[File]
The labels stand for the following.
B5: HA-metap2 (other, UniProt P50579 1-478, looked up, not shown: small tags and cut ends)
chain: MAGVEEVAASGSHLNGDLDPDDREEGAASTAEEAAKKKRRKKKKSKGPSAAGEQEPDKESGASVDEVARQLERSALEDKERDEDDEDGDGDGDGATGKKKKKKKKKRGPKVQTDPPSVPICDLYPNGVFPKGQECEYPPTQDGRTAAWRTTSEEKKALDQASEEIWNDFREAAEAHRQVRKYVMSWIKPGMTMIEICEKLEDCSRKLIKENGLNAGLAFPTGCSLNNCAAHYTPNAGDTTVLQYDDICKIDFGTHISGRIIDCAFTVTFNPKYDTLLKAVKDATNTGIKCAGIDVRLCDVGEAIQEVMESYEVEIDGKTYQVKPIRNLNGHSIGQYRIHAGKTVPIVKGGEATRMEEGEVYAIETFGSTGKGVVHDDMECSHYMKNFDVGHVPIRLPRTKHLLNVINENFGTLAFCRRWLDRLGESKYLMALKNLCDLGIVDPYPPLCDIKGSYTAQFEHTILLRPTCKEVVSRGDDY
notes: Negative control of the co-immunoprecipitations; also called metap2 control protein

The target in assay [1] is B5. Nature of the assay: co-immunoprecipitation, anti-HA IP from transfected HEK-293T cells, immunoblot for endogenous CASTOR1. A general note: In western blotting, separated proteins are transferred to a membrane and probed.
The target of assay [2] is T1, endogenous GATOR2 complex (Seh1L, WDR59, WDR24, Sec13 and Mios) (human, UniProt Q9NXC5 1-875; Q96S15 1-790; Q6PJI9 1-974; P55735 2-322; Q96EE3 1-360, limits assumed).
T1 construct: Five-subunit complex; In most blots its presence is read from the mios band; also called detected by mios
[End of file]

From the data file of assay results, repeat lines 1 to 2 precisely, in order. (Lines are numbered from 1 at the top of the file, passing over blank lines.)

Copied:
The labels stand for the following.
B5: HA-metap2 (other, UniProt P50579 1-478, looked up, not shown: small tags and cut ends)